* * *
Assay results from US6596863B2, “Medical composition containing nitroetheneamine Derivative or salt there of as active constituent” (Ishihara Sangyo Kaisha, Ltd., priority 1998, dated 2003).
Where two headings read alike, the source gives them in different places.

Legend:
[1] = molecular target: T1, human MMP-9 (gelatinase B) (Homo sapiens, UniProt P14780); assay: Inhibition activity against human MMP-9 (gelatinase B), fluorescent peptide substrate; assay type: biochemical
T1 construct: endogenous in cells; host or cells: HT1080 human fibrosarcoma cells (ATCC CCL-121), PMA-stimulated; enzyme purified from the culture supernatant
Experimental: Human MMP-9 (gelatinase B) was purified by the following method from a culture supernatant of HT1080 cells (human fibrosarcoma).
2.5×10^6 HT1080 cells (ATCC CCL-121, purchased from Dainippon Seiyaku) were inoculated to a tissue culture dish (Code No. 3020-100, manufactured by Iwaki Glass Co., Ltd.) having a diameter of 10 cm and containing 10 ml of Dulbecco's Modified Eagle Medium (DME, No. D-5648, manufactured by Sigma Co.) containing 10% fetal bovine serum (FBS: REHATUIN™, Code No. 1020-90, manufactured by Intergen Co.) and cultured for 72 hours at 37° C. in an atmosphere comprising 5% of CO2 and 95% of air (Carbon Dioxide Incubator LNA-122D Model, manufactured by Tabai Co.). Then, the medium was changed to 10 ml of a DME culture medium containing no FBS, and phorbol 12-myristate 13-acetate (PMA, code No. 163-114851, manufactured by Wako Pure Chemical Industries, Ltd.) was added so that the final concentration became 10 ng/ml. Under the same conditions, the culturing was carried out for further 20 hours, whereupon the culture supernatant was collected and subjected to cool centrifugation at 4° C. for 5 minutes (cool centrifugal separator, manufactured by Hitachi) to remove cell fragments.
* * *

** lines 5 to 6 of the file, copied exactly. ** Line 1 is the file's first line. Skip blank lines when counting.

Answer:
T1 construct: endogenous in cells; host or cells: HT1080 human fibrosarcoma cells (ATCC CCL-121), PMA-stimulated; enzyme purified from the culture supernatant
Experimental: Human MMP-9 (gelatinase B) was purified by the following method from a culture supernatant of HT1080 cells (human fibrosarcoma).